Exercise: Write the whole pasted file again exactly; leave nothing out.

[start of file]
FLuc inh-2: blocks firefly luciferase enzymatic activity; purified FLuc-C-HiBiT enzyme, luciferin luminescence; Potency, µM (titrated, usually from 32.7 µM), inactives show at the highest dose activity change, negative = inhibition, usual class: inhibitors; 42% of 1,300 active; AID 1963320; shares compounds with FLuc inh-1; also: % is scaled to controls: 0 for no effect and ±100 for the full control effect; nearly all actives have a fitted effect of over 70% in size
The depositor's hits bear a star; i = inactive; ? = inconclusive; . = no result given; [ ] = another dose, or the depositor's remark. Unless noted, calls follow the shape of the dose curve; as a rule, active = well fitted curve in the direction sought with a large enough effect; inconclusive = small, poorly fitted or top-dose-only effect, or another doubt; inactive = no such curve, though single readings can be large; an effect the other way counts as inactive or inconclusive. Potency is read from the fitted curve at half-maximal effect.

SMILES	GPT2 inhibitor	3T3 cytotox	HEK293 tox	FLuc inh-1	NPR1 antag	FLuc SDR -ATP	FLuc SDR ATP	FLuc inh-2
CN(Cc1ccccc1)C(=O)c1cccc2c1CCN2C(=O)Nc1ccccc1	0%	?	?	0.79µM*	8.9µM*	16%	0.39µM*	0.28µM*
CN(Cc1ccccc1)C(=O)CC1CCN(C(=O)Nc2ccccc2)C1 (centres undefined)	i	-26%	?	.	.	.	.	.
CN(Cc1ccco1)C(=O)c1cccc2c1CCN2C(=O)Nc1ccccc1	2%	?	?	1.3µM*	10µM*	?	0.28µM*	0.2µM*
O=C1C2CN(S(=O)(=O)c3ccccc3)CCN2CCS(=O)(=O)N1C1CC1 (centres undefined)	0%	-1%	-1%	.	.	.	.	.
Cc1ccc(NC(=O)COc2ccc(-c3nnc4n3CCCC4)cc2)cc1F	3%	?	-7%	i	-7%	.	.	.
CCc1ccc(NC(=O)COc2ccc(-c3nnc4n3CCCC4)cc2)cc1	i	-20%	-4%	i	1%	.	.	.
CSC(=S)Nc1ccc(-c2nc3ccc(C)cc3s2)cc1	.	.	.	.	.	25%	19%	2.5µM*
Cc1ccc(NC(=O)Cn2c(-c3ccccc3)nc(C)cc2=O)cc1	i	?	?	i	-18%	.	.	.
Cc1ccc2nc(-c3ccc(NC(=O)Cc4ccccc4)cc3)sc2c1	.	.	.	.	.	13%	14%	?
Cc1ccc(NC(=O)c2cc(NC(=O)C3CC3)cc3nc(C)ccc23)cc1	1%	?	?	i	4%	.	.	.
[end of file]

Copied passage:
FLuc inh-2: blocks firefly luciferase enzymatic activity; purified FLuc-C-HiBiT enzyme, luciferin luminescence; Potency, µM (titrated, usually from 32.7 µM), inactives show at the highest dose activity change, negative = inhibition, usual class: inhibitors; 42% of 1,300 active; AID 1963320; shares compounds with FLuc inh-1; also: % is scaled to controls: 0 for no effect and ±100 for the full control effect; nearly all actives have a fitted effect of over 70% in size
The depositor's hits bear a star; i = inactive; ? = inconclusive; . = no result given; [ ] = another dose, or the depositor's remark. Unless noted, calls follow the shape of the dose curve; as a rule, active = well fitted curve in the direction sought with a large enough effect; inconclusive = small, poorly fitted or top-dose-only effect, or another doubt; inactive = no such curve, though single readings can be large; an effect the other way counts as inactive or inconclusive. Potency is read from the fitted curve at half-maximal effect.

SMILES	GPT2 inhibitor	3T3 cytotox	HEK293 tox	FLuc inh-1	NPR1 antag	FLuc SDR -ATP	FLuc SDR ATP	FLuc inh-2
CN(Cc1ccccc1)C(=O)c1cccc2c1CCN2C(=O)Nc1ccccc1	0%	?	?	0.79µM*	8.9µM*	16%	0.39µM*	0.28µM*
CN(Cc1ccccc1)C(=O)CC1CCN(C(=O)Nc2ccccc2)C1 (centres undefined)	i	-26%	?	.	.	.	.	.
CN(Cc1ccco1)C(=O)c1cccc2c1CCN2C(=O)Nc1ccccc1	2%	?	?	1.3µM*	10µM*	?	0.28µM*	0.2µM*
O=C1C2CN(S(=O)(=O)c3ccccc3)CCN2CCS(=O)(=O)N1C1CC1 (centres undefined)	0%	-1%	-1%	.	.	.	.	.
Cc1ccc(NC(=O)COc2ccc(-c3nnc4n3CCCC4)cc2)cc1F	3%	?	-7%	i	-7%	.	.	.
CCc1ccc(NC(=O)COc2ccc(-c3nnc4n3CCCC4)cc2)cc1	i	-20%	-4%	i	1%	.	.	.
CSC(=S)Nc1ccc(-c2nc3ccc(C)cc3s2)cc1	.	.	.	.	.	25%	19%	2.5µM*
Cc1ccc(NC(=O)Cn2c(-c3ccccc3)nc(C)cc2=O)cc1	i	?	?	i	-18%	.	.	.
Cc1ccc2nc(-c3ccc(NC(=O)Cc4ccccc4)cc3)sc2c1	.	.	.	.	.	13%	14%	?
Cc1ccc(NC(=O)c2cc(NC(=O)C3CC3)cc3nc(C)ccc23)cc1	1%	?	?	i	4%	.	.	.